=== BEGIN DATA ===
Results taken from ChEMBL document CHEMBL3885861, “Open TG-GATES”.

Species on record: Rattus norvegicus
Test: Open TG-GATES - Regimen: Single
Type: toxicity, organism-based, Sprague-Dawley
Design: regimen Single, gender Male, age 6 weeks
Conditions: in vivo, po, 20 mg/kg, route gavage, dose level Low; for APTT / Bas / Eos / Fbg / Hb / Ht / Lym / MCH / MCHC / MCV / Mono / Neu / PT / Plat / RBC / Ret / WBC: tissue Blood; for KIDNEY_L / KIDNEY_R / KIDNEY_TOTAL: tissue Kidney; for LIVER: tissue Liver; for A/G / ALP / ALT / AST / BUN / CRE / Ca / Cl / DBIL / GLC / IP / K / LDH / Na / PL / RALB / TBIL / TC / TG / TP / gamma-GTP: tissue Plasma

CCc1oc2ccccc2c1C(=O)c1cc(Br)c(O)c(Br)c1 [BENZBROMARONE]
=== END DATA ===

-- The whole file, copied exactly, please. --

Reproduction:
Results taken from ChEMBL document CHEMBL3885861, “Open TG-GATES”.

Species on record: Rattus norvegicus
Test: Open TG-GATES - Regimen: Single
Type: toxicity, organism-based, Sprague-Dawley
Design: regimen Single, gender Male, age 6 weeks
Conditions: in vivo, po, 20 mg/kg, route gavage, dose level Low; for APTT / Bas / Eos / Fbg / Hb / Ht / Lym / MCH / MCHC / MCV / Mono / Neu / PT / Plat / RBC / Ret / WBC: tissue Blood; for KIDNEY_L / KIDNEY_R / KIDNEY_TOTAL: tissue Kidney; for LIVER: tissue Liver; for A/G / ALP / ALT / AST / BUN / CRE / Ca / Cl / DBIL / GLC / IP / K / LDH / Na / PL / RALB / TBIL / TC / TG / TP / gamma-GTP: tissue Plasma

CCc1oc2ccccc2c1C(=O)c1cc(Br)c(O)c(Br)c1 [BENZBROMARONE]